This Election May Be the Most Important One Ever

The Sierra Club is investing more resources in this year's races than in any previous election

By Michael Brune

April 26, 2020


Photo by Josh Deware 

What a difference four years make. During the 2016 presidential debates, climate change got fewer than six minutes of airtime. In the lead-up to the 2020 race, Democratic candidates participated in a seven-hour climate town hall, a two-day climate forum hosted by MSNBC, and a Weather Channel special on the topic. Discussions of climate change are also cropping up in unexpected ways in races down the ballot. In a hotly contested election for Louisiana's agriculture commissioner, the Republican incumbent has had to defend his position on global warming, while in Texas, competitors for the state's powerful railroad commission are battling over how best to regulate emissions from the oil and gas industry.


During the last presidential election, about a third of voters said that climate change was "very important" in determining whom to vote for. By the beginning of 2020, polling by the Yale Program on Climate Change Communication showed that the number had shot up to 45 percent of registered voters. Research by the Environmental Voter Project found that voters who view climate and the environment as the top priorities are the most motivated to vote.

For the first time ever, we are hearing major presidential candidates talk about addressing climate change at the scale of the crisis. And there are folks running for seats at every level of government who are committed to making their city or state healthier, more resilient, and more sustainable.

This election represents a tremendous opportunity to set climate policy for the 2020s, the last decade in which we can avoid catastrophic warming. It's no exaggeration to say that this election may be the most important one we'll ever participate in.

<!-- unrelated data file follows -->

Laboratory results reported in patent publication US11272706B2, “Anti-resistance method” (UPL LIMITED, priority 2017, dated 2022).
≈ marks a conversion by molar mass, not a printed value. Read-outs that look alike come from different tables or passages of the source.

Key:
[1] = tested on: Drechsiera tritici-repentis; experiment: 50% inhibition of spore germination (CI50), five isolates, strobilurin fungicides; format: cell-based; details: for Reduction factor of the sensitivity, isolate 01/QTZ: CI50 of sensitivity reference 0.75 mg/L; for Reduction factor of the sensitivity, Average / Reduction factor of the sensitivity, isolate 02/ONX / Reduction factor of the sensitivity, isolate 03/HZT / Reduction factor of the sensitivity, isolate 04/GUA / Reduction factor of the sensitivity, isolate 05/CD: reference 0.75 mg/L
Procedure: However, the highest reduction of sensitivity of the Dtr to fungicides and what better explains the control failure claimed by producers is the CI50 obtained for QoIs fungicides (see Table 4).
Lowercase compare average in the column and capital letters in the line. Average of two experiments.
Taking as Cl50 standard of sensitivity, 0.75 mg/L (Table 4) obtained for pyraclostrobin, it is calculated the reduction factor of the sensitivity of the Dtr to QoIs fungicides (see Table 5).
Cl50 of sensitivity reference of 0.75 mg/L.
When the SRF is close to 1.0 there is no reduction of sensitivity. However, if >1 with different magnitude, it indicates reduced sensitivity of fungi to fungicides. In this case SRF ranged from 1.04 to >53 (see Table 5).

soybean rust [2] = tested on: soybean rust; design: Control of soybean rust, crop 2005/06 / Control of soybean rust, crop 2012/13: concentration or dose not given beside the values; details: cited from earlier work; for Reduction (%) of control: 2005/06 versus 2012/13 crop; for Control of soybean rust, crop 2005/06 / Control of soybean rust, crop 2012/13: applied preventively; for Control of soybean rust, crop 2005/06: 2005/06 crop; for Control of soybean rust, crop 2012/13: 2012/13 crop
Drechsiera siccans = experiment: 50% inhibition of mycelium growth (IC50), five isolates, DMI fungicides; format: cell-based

Illustration by Montse Galbany

We are fast approaching the limits of our carbon budget—the amount of greenhouse gases we can put into the atmosphere and still stay within a 2.7ºF (or 1.5ºC) rise in global temperatures. That means we can't afford another four years of giveaways to the fossil fuel industry. Nor can we afford another four years of rollbacks of the safeguards meant to keep our air and water clean. And we can't afford four more years of attacks on the dignity of women, immigrants, people of color, and the LGBTQ community—or more assaults on the rule of law, voting rights, and our democracy.

Yes, I'm talking about beating Donald Trump. But we can't stop there. We need environmental champions at every level of government. We've seen how powerful climate leaders can be at the state and local levels. In 2018, for example, the Sierra Club supported then–US representative Michelle Lujan Grisham in her bid for governor of New Mexico. Once in the governor's office, Lujan Grisham signed the groundbreaking Energy Transition Act, which commits the state to run on zero-carbon energy by 2050.

The Sierra Club is investing more resources in this year's races than it has in any previous election. We're going all in—and to win, we need you. Make sure that you're registered to vote and that your friends, family, and neighbors are too. Get involved with the Sierra Club's volunteer field mobilization campaign—the largest in our 128-year history—and talk to voters about the issues that matter to you. In the coming months, we'll be rolling out a new online organizing platform on which you will find opportunities to canvass, text bank, phone bank, and attend events for Sierra Club–endorsed candidates.

In 2016, few of us expected that Donald Trump, a climate denier, would become president. But neither did we predict that by 2019, "climate emergency" would be Oxford Dictionaries' word of the year. Or that a 16-year-old Swedish schoolgirl would inspire a global climate strike. Or that more than 130 cities and seven states would commit to transitioning to 100 percent clean energy.

The good news is that the world is changing fast. But it needs to change even faster. In 2020, we have a chance to elect officials who will deliver the speed of change we need and the brighter, more sustainable future we deserve. Join the Sierra Club in making it happen.

Illustration by Montse Galbany

This article appeared in the May/June 2020 edition with the headline "Last Best Chance."

What You Can Do
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